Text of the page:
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People Are Acting Surprised Harley-Davidson’s Electric Bike Isn’t Selling

Of course Harley-Davidson’s first electric motorcycle, the LiveWire, isn’t selling. It was never meant to generate big sales volumes, but it is part of Harley-Davidson’s greater strategy. In this article I’ll be covering why the LiveWire isn’t selling well (and it should come as no surprise), along with three predictions for the LiveWire’s future.


For most of 2019, media publications, especially motorcycle ones, touted Harley-Davidson counting on electric motorcycles to attract a new generation of younger, affluent, green-friendly riders, to help them reverse their declining sales. Whenever I saw motorcycle publications saying this I found it fascinating. Are they really that out of touch with real motorcyclists, or am I the only one who doesn’t know a lot of people looking to spend $29,799 on a green-friendly first motorcycle? Could it just be that the motorcycle publications are trying to kiss up to the industry’s biggest advertiser? Say it ain’t so. (PS: It’s always, painfully, so).

The LiveWire, priced at $29,799 before dealer fees, provincial/state licensing fees, and taxes is just a few thousand dollars short of Tesla’s Model 3. Harley-Davidson is marketing it as the “IT” bike for affluent new green-friendly motorcyclists, but here’s the thing, how many affluent, green-friendly, young, new motorcyclists do you know?

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Watch this video!

The more things change the more they stay the same at Harley-Davidson

Reports indicate that the bulk of sales are not coming from young new riders. Can you guess who they’re coming from instead? That’s right. Existing old riders. Surprise, surprise. Harley-Davidson is still being carried by well-off old white men. Nothing new here.

The more the sun sets on the Boomers’ riding career, the more Harley stock prices set downwards with them. We already know motorcycle dealers are closing down, but in 2018, Harley had it’s sharpest decline in sales in the last half decade. Sales in 2019 are expected to decline once again. It seems like every time Harley gives updates on the LiveWire, financial and motorcycle publications alike act very surprised that everything isn’t all hunky-dory.

LiveWire Charging

Didn’t have a picture of a Harley-branded LiveWire charging station, but I’ll grab one the next time I’m at the dealership. It has one, but I’ve never seen anything charging there.

Carrying the LiveWire isn’t cheap for dealers either

Dealers have mixed feelings towards the LiveWire themselves. Carrying the bike means having to make an investment in a Level 3 charging station at the dealership. This is a requirement of Harley-Davidson’s corporate office. If a dealer doesn’t think demand for the LiveWire is enough to yield a positive ROI, they won’t invest either the time, or the space required.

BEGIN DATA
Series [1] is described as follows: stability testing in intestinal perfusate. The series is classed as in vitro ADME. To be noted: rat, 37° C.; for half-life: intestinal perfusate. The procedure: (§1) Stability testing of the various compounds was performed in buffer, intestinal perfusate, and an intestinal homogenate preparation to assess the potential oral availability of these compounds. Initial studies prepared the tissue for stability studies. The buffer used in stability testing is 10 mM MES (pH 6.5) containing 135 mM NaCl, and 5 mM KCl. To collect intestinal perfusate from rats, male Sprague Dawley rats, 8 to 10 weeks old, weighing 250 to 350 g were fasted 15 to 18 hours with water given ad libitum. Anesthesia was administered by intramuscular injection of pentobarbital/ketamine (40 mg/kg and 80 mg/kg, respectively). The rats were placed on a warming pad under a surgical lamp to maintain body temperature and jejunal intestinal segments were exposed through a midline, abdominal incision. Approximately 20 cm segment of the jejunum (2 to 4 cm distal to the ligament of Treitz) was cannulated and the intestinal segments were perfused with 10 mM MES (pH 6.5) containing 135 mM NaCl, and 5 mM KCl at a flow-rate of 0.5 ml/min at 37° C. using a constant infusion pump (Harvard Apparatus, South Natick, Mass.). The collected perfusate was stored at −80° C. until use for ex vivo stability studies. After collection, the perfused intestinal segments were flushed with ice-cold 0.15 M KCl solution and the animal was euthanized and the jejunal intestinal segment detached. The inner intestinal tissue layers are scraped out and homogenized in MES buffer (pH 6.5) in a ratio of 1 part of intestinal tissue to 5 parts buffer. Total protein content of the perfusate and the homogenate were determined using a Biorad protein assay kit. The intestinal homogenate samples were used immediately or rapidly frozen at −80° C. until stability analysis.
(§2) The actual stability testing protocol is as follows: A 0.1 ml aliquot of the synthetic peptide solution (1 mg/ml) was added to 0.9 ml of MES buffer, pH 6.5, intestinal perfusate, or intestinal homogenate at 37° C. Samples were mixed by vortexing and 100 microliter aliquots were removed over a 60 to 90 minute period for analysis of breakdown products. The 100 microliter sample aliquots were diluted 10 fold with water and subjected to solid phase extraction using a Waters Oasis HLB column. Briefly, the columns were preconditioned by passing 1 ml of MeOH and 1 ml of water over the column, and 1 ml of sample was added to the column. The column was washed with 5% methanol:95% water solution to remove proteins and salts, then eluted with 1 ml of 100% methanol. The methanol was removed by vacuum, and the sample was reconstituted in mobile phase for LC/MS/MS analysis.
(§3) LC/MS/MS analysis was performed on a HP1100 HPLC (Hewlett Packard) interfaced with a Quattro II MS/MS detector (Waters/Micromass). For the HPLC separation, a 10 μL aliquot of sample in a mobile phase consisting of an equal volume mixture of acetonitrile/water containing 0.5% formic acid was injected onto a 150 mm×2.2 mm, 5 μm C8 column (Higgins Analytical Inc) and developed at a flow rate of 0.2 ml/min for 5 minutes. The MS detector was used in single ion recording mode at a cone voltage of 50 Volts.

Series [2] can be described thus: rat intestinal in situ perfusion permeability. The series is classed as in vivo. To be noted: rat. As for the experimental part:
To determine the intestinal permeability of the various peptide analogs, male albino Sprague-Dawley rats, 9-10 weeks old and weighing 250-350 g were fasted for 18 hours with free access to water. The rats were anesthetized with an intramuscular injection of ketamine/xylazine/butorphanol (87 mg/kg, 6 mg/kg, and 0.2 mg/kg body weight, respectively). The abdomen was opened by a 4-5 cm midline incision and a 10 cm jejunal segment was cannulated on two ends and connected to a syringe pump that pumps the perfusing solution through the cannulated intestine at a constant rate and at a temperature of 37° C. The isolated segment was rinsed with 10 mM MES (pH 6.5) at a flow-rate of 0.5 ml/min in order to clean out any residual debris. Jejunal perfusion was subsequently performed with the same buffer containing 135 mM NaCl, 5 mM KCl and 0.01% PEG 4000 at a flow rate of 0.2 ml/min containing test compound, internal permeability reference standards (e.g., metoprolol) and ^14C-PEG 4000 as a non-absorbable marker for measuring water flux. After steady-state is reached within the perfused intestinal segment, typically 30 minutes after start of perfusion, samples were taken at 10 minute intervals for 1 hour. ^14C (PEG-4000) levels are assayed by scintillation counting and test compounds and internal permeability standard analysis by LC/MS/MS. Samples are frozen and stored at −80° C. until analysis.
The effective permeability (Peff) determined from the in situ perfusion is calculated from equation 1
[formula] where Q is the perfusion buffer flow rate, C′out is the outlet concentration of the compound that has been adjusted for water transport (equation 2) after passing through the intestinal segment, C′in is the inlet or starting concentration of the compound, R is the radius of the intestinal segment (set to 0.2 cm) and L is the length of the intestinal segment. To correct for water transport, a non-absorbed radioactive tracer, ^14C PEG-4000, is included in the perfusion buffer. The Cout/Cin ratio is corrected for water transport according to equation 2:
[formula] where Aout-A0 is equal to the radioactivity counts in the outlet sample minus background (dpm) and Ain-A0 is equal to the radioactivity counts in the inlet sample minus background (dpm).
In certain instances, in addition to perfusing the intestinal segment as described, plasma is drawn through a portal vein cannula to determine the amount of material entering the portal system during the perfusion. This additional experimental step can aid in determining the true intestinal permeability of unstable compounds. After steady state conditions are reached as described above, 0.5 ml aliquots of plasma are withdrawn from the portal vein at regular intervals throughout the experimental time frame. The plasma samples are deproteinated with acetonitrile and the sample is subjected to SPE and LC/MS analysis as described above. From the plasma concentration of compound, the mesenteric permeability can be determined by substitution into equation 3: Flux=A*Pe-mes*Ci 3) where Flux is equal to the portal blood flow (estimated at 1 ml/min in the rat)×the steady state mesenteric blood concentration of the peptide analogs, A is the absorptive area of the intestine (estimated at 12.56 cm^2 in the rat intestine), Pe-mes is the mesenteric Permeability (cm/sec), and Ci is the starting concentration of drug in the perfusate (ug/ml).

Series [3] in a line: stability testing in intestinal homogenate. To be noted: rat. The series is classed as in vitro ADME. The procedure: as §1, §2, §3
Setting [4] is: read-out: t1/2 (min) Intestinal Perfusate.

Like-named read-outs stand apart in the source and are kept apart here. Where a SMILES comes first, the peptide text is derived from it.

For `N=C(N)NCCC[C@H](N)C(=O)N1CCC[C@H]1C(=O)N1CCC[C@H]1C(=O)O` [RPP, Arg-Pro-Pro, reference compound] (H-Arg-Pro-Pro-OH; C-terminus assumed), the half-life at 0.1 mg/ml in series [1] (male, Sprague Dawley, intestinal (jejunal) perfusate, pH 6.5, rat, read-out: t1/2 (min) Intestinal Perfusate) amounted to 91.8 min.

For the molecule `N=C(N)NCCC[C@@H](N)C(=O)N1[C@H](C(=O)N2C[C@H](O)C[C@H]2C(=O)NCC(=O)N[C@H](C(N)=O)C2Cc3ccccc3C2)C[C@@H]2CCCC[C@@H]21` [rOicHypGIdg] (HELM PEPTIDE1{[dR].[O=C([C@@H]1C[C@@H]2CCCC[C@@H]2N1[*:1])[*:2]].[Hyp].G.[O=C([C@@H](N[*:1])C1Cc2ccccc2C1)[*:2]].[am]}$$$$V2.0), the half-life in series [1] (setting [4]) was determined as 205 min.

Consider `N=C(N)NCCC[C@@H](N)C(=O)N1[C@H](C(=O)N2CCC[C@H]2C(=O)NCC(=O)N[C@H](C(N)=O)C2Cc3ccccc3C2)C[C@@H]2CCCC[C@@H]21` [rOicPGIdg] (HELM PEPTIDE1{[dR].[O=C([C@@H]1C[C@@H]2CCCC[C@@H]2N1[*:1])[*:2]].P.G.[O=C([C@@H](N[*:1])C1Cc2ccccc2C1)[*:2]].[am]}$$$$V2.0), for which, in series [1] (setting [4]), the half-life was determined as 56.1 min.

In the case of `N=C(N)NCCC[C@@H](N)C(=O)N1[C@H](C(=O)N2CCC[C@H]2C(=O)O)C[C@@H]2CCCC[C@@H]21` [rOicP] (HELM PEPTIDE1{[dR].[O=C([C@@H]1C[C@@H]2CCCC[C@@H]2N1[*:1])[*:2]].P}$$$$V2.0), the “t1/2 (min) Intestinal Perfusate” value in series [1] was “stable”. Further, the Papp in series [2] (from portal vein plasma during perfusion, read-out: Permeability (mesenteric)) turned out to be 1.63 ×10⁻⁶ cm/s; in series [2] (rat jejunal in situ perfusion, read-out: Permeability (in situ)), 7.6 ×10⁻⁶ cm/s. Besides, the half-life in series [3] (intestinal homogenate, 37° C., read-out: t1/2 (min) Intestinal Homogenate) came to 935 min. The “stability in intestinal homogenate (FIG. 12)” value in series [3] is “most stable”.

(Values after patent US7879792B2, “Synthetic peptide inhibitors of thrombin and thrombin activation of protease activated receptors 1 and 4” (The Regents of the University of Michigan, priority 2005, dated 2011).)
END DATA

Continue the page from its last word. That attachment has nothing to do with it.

The Motor Company also isn’t looking to add any financial discounts. Instead, dealers believe they’re keeping the numbers of LiveWires tight, in part to help reduce the chance of markdowns on the vehicle.

Prediction 1: Harley-Davidson follows Tesla’s example

Industry analysts at Wedbush Securities estimate that the LiveWire will represent less than 1% of Harley-Davidson’s vehicle sales. So what’s the real plan for the LiveWire moving forward? Harley could be taking a page from Tesla’s playbook:

Tesla began with a $100,000+ car, and over the years have developed down to a $35,000 car. We already know that Harley is planning on expanding in the electric motorcycle and electric bicycle market with four new models between now and 2022. The LiveWire is likely a flagship model launch, with more affordable (and realistic) options still to come.

FortNine’s Ryan F9 and myself are all smiles checking out a pre-release model at the Montreal Motorcycle Show.

Prediction 2: Harley-Davidson finds creative ways to incentivize LiveWire purchases without discounting the LiveWire

Discounting a product cheapens it’s perceived value in customer’s eyes, and that’s not something Harley wants to do with their first electric baby. Instead, look for Harley-Davidson to find new creative ways to offer incentives to would-be LiveWire buyers.
UPDATE/EDIT: So I looked into this more, and it turns out, they’re already doing this. Harley is offering 500 kwh of free charging, or about two years of free electricity for people who purchase the LiveWire. Expect more like this to continue.

Prediction 3: The LiveWire does sell more Harley-Davidsons to young people, just not more LiveWires to young people

“But will young people buy it?” seems to be the question motorcyclists keep asking about the LiveWire. The truth is, it doesn’t matter if young people will buy it or not because the LiveWire isn’t about driving LiveWire sales. The LiveWire is about driving the overall brand and overall vehicle sales.

When you switch from a “Will young people buy it?” mindset, to a “Will it help get more young people be interested in Harley-Davidson motorcycles?” mindset, the LiveWire makes a lot of sense. It draws the ire of from green-friendly folk, industry media and other digital publications, and it’s even been featured in Hollywood blockbusters.